Mark Zuckerberg hasn't shied away from the fact that video is a very big priority for Facebook (NASDAQ:FB). Over the last several months, the company has offered deals to content producers that currently use YouTube to distribute and monetize their videos.
In response, Google (NASDAQ:GOOG) (NASDAQ:GOOGL) is offering multiyear deals to some of its top content creators for an exclusive early window for their videos. Overall, the company is investing heavily in its top content creators for the platform, offering to help fund production of new videos and even bring in Hollywood producers.
Google is scared. Facebook is one of the few companies that can rival YouTube in terms of audience size and monetization potential. So, how much is a YouTube star worth to Google or Facebook?
Keep them coming back
For YouTube, most people get to its website through links to specific videos. What keeps users coming back is when they subscribe to a specific channel, usually from one of its top content creators. In this way, YouTube is heavily reliant on these content producers to keep its audience coming back on a daily basis.
Meanwhile, Facebook is already a daily destination for most of its users. In September, the company averaged a daily audience of 864 million people.
That huge daily audience is very attractive to content producers looking to capture as many viewers as possible. Instead of helping the platform keep users engaged like on YouTube, Facebook offers an engaged, content-hungry audience for video makers to serve.
It would make sense then that these content producers are worth more to YouTube than they are to Facebook, but that doesn't mean YouTube's offers need to be that much better. There is a risk for content makers to snub the platform that has treated them so well in the past.
Facebook still doesn't have a monetization system like YouTube, which uses pre-roll video ads and display ads to monetize the website. Last year, the video sharing site brought in approximately $5.6 billion in advertising revenue. Migrating to Facebook, or any other platform, also means creators will need to migrate their subscribers, which can be difficult and costly.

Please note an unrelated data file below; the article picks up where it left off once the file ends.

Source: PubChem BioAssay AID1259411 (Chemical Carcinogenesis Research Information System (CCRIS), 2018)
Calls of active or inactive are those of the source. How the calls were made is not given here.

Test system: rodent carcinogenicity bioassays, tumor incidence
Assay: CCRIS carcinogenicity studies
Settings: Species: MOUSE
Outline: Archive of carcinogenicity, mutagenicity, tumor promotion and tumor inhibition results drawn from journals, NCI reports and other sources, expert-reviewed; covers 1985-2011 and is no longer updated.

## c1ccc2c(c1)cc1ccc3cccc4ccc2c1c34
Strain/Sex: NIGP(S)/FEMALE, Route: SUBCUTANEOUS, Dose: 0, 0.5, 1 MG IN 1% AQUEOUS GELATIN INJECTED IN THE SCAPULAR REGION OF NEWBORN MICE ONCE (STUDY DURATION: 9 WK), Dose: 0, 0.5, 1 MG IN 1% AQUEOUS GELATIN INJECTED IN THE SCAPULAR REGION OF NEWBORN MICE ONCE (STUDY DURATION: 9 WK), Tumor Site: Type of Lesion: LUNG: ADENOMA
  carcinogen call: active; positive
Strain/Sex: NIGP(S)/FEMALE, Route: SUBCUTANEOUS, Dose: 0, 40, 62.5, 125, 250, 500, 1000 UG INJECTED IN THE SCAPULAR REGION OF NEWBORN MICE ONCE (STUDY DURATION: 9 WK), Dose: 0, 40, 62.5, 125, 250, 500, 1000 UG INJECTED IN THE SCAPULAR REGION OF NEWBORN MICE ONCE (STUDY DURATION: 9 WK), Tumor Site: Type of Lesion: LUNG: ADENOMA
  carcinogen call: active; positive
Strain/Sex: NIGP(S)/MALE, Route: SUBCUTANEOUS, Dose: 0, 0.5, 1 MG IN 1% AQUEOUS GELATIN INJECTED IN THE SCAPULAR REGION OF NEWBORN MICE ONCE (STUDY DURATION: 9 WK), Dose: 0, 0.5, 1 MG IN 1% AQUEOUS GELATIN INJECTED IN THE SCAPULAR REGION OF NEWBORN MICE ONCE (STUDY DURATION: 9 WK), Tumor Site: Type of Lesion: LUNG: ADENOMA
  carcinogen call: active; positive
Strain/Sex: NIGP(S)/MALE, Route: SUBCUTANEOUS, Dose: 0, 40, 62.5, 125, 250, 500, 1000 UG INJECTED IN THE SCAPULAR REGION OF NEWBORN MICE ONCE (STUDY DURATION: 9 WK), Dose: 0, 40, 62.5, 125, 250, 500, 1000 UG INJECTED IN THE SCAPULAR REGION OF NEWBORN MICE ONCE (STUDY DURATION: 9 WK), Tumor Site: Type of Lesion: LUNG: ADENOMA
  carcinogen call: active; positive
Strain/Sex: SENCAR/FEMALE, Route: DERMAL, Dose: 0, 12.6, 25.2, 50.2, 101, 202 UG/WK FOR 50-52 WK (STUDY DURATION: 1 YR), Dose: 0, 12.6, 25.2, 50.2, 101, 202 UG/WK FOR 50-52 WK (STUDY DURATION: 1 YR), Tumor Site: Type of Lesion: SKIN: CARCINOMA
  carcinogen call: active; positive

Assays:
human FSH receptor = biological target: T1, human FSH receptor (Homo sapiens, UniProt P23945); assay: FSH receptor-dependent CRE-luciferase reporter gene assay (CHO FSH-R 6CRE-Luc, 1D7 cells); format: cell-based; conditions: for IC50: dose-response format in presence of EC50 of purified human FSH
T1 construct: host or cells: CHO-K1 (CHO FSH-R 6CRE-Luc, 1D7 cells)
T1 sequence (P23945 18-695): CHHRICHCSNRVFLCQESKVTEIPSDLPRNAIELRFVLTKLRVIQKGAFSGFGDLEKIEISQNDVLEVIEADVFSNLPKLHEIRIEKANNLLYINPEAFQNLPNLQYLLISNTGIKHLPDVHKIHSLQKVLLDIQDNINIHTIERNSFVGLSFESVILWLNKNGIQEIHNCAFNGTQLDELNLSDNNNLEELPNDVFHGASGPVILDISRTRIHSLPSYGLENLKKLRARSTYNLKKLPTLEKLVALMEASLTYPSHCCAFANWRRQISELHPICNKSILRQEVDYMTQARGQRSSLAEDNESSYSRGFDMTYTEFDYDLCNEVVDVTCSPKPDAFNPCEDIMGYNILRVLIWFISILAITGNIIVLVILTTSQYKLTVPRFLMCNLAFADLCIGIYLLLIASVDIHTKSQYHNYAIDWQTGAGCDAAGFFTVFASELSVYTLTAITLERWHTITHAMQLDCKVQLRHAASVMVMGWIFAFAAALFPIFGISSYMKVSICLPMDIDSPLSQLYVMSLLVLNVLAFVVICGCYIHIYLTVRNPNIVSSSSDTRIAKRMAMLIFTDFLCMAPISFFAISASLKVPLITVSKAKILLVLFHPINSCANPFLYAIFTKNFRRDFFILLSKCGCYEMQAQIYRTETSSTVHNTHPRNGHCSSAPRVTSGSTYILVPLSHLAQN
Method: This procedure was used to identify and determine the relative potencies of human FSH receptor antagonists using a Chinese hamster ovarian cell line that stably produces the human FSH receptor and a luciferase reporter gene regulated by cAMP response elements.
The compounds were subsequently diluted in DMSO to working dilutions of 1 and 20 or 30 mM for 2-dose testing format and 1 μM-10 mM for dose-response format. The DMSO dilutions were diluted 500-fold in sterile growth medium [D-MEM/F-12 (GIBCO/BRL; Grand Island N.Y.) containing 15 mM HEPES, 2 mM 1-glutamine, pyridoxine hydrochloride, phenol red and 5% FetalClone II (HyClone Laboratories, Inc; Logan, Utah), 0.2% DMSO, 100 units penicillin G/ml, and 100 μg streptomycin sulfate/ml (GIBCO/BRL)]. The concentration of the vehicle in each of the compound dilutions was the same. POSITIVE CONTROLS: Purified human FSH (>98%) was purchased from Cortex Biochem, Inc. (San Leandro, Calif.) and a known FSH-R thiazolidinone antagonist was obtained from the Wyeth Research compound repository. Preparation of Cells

Google has the money, but so does Facebook
Google has about $65 billion in cash and investments sitting on its balance sheet. Comparatively, Facebook has around $14 billion. Additionally, Google is generating much more cash every quarter than Facebook. Google generated $3.6 billion in free cash flow last quarter, compared to $766 million for Facebook.
Google definitely has deeper pockets than Facebook, but when you're talking about pockets this deep, both can easily afford to sign up a strong lineup of Internet celebrities. With Zuckerberg's comments that video is a big priority on the company's most recent conference call, it wouldn't be surprising to see Facebook invest aggressively in video content one way or another.
But Facebook will also have to invest in video technology in order to get up to par with YouTube. Most importantly, Facebook needs to implement Content ID technology to help ensure content creators that their work won't be distributed on pages without their consent. Facebook currently has a big problem with users uploading videos that aren't their original work, which will make content acquisition more expensive until it can put a stop to that.
A change in direction
Paying for content is definitely a change in direction for both YouTube and Facebook, but Google seems well-prepared to guard one of its best investments. YouTube's decision to start offering bonuses and other perks to its top content producers may even spark more creatives to see YouTube as a legitimate platform to make money from their work.
Still, YouTube will have to continue to spend heavily to keep its competitors, like Facebook, at bay. Facebook holds a few advantages over YouTube, such as its built-in daily audience and content-sharing network, but it's not up to par just yet. YouTube is smart to lock up its talent to multiyear contracts now, while the competition looks less attractive.
Adam Levy has no position in any stocks mentioned. The Motley Fool recommends Facebook, Google (A shares), and Google (C shares). The Motley Fool owns shares of Facebook, Google (A shares), and Google (C shares). Try any of our Foolish newsletter services free for 30 days. We Fools may not all hold the same opinions, but we all believe that considering a diverse range of insights makes us better investors. The Motley Fool has a disclosure policy.